[Paleopsych] NYT: DNA of Deadbeat Voles May Hint at Why Some Fathers Turn Out to Be Rats

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Fri Jun 10 23:44:56 UTC 2005

DNA of Deadbeat Voles May Hint at Why Some Fathers Turn Out to Be Rats


    Some male prairie voles are devoted fathers and faithful partners,
    while others are less satisfactory on both counts. The spectrum of
    behavior is shaped by a genetic mechanism that allows for quick
    evolutionary changes, two researchers from Emory University report in
    today's issue of Science.

    The mechanism depends on a highly variable section of DNA involved in
    controlling a gene. The Emory researchers who found it, Elizabeth A.
    D. Hammock and Larry J. Young, say they have detected the same
    mechanism embedded in the sequence of human DNA but do not yet know
    how it may influence people's behavior.

    Voles, not to be confused with the burrowing, hill-making mole, are
    mouselike rodents with darker coats and fatter tails. The control
    section of their DNA expands and contracts in the course of evolution
    so that members of a wild population of voles, the Emory researchers
    have found, will carry sections of many different lengths. Male voles
    with a long version of the control section are monogamous and devoted
    to their pups, whereas those with shorter versions are less so.

    People have the same variability in their DNA, with a control section
    that comes in at least 17 lengths detected so far, Dr. Young said.

    So should women seek men with the longest possible DNA control region
    in the hope that, like the researchers' voles, they will display
    "increased probability of preferences for a familiar-partner female
    over a novel-stranger female"?

    Dr. Young said he expected that any such genetic effect in men would
    be influenced by culture, and thus hard to predict on an individual

    The control mechanism is also present in humans' two closest cousins,
    the chimpanzee and the bonobo, and bears on a controversy as to which
    of the two species humans more closely resemble.

    Chimpanzees operate territorially based societies controlled by males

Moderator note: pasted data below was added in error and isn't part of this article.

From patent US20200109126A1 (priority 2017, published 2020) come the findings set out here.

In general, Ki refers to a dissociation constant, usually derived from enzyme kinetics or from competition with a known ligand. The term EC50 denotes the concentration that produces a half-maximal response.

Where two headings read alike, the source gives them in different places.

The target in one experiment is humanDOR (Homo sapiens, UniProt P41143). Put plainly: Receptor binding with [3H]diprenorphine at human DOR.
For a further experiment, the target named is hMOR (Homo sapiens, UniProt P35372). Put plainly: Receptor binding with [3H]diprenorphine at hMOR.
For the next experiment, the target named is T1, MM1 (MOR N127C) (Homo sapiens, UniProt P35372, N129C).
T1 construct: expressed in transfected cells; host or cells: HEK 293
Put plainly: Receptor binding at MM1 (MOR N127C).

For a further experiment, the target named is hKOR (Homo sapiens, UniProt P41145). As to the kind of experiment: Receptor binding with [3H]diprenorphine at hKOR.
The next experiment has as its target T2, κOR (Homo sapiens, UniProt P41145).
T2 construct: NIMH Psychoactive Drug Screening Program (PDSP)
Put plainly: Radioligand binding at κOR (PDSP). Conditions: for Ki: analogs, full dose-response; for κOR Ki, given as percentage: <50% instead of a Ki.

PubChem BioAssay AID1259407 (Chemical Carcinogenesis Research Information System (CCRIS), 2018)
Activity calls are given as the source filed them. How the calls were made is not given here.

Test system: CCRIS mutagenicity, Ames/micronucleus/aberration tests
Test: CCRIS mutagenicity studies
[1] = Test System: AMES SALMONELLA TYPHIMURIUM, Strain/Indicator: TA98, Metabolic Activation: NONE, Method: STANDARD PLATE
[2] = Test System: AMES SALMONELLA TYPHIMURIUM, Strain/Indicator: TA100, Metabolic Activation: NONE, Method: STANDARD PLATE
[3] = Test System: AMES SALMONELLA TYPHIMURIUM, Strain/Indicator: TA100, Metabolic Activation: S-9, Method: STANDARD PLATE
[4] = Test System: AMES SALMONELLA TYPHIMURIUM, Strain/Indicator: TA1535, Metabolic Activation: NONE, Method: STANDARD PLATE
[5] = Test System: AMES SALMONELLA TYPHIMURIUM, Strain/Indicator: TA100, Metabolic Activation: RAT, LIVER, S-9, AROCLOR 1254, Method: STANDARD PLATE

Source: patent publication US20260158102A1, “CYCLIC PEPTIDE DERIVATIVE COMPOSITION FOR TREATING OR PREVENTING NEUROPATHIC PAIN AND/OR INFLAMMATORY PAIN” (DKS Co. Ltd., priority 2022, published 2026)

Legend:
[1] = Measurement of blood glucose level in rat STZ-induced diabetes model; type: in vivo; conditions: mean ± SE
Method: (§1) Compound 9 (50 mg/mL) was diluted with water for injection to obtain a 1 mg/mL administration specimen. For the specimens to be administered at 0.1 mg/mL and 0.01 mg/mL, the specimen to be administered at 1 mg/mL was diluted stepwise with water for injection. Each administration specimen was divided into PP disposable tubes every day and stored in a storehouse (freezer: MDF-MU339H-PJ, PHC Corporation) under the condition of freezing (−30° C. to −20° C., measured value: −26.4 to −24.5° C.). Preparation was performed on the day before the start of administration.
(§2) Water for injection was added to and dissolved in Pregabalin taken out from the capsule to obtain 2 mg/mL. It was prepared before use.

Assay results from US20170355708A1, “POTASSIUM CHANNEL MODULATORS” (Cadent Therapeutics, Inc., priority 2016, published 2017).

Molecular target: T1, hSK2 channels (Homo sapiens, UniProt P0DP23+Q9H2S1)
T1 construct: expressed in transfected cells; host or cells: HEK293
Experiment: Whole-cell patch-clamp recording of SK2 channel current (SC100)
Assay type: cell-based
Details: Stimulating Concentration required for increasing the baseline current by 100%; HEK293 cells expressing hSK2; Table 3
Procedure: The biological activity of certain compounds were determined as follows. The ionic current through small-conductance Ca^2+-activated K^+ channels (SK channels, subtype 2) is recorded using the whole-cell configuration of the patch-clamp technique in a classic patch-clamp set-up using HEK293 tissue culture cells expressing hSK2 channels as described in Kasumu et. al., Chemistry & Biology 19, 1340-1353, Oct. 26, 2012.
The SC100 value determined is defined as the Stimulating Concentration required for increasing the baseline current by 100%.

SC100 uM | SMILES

who conduct often-lethal raids on neighboring groups. Bonobos, which
    look much like chimps, are governed by female hierarchies and
    facilitate almost every social interaction with copious sex.

    The DNA sequence of humans, chimps and bonobos is generally very
    similar, but in the section that controls response to the hormone
    vasopressin, the Emory researchers have found the human and bonobo
    versions differ significantly from that of the chimp. Though not too
    much can be deduced from a single gene, the result shows that bonobos
    should be taken very seriously as a guide to human behavior and that
    the chimp is not the only model, said Dr. Frans de Waal of the Yerkes
    National Primate Research Center in Atlanta.

    Dr. de Waal, who is writing a book, "The Inner Ape," said the last
    common ancestor of all three species presumably possessed the elements
    of both chimp and bonobo behavior, and that humans also "unite all
    these aspects."

    The effects of vasopressin on the behavior of the three higher
    primates is not well understood, but has been studied in voles for
    many years. The hormone, generated by the pituitary gland at the base
    of the brain, makes male prairie voles form monogamous pair bonds, but
    has no similar effect in the determinedly polygamous montane vole.

    The Emory researchers recently noticed that in their prairie vole
    colony, some fathers spent more time with their pups and some less.
    They traced the source of this variability to its molecular roots, a
    variation in the length of the DNA region that controls a certain

    This is the gene for the vasopressin receptor, the device used by
    neurons to respond to vasopressin. Voles with long and short DNA
    segments had different patterns of vasopressin receptors in their
    brains, which presumably changed their response to the hormone.

    The long and short DNA segments differ by only 19 DNA units, mostly
    the same two units repeated over and over. The repeats are notorious
    for confusing the DNA copying apparatus, which every few generations
    or so may insert an extra repeat or delete one. The random changes
    have generated a spectrum of lengths in the voles that in turn
    underlies the variability in behavior, the Emory researchers say.

    They proved the point by separating voles with the shortest length and
    longest length of DNA and showing that their progeny differed in

    Dr. Young said he suspected that many other genes that influenced
    behavior, in voles and other species, might have fallen under similar
    control systems. Because the DNA repeats are so variable, they
    generate diversity more quickly than most other types of mutation. And
    a population whose individuals show a range of behavior is more likely
    to include some who can better adapt to a new situation.

    Dr. Gene Robinson, an expert in social behavior at the University of
    Illinois, said the new finding was "a significant advance in
    sociogenomics," the attempt to explain social life in terms of DNA,
    because it showed how easily behavior could be changed just by
    altering a gene's activity, not the gene itself.

    For a long time, researchers have assumed the genetic control of
    behavior would be too complex a problem to address. "The nice thing
    about this story is that it tells you it's not complex," Dr. Young

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